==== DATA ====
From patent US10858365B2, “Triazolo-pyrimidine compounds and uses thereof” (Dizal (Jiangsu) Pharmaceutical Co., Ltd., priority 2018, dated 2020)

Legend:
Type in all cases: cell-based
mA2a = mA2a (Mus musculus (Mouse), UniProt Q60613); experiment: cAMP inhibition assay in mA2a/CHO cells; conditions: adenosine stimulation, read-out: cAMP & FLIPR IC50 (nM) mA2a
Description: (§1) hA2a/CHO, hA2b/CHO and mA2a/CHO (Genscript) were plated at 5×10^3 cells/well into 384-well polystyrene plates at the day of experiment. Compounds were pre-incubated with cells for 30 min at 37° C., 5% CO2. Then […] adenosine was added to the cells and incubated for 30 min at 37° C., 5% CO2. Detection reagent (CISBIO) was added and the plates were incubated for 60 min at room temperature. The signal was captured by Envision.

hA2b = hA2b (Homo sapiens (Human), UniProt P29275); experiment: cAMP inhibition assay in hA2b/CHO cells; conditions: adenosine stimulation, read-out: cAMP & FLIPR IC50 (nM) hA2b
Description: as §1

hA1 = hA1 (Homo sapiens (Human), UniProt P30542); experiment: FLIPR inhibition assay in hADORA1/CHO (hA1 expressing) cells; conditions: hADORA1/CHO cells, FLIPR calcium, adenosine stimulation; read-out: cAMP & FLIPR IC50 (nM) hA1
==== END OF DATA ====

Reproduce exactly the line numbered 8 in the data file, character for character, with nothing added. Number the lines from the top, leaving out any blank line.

hA1 = hA1 (Homo sapiens (Human), UniProt P30542); experiment: FLIPR inhibition assay in hADORA1/CHO (hA1 expressing) cells; conditions: hADORA1/CHO cells, FLIPR calcium, adenosine stimulation; read-out: cAMP & FLIPR IC50 (nM) hA1